Mount Fuji Scenic View Blocked by Wire Mesh Due to Overcrowding

Tourists flocking to Japan are increasingly encountering a situation where capturing a clear view of the Himalayas is becoming challenging due to the Mount Fuji scenic spot being overwhelmed with visitors.

 Considered one of the most iconic photo spots globally, Mount Fuji's picturesque view has become a magnet for travelers, leading to overcrowding and disregard for traffic rules and parking regulations by foreign tourists.

In response to complaints from local residents, authorities have taken measures to address the issue by installing large black wire mesh around the storefront of a convenience store, resembling Mount Fuji, located in Kawaguchi, a town near Mount Fuji. This move aims to deter tourists from climbing onto the store's roof for better photo opportunities, which has caused inconvenience to local residents.

Despite efforts by local authorities to control the situation, tourists continue to flock to the area, drawn by the mesmerizing view of Mount Fuji. Some even prioritize capturing the perfect shot over respecting safety measures and local regulations.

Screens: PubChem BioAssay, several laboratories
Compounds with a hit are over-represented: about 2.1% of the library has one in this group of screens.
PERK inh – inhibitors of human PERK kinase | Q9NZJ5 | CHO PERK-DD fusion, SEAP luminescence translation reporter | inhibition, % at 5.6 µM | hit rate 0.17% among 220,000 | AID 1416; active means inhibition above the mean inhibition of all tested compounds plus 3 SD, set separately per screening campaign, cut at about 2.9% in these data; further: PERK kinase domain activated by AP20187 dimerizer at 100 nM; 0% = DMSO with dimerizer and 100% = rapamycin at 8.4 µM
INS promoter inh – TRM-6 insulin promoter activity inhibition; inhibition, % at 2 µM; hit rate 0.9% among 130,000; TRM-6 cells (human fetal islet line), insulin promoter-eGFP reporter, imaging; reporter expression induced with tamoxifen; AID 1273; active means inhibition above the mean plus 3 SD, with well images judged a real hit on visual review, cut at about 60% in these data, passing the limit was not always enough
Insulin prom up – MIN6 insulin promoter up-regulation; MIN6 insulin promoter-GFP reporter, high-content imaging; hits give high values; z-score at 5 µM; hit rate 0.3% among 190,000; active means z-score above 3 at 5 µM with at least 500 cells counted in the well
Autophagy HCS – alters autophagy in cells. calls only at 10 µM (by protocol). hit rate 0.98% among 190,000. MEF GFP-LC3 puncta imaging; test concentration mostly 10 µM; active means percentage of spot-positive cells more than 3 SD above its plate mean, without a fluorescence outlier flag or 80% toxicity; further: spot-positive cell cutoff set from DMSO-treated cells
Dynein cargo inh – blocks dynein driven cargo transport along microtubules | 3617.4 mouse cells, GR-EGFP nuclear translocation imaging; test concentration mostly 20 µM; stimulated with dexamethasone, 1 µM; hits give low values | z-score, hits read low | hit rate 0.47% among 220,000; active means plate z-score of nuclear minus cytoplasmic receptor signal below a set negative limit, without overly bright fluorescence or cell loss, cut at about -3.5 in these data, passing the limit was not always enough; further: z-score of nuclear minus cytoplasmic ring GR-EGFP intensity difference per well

To manage the influx of tourists and ensure safety, officials have initiated a project to install wire mesh curtains measuring approximately 2 meters wide and 20 meters high, starting this week. Alongside this physical barrier, authorities are also disseminating various informational and cautionary messages and deploying security personnel to educate tourists about responsible behavior.

However, tourists remain undeterred, unwilling to forgo the opportunity to capture the breathtaking beauty of Mount Fuji. This surge in tourism comes amidst the backdrop of the COVID-19 pandemic, which has seen a significant increase in the number of foreign tourists visiting Japan, reaching 3 million in March alone. While this influx brings economic benefits, it also presents various challenges, including overcrowding and safety concerns.

Furthermore, tourists intending to climb Mount Fuji during the summer months now face an additional hurdle, as authorities have imposed a fee of $13 for those seeking to ascend the iconic peak during the peak tourist season.

As Japan grapples with the repercussions of surging tourism, striking a balance between promoting tourism and preserving local environments and communities remains a pressing challenge for authorities.


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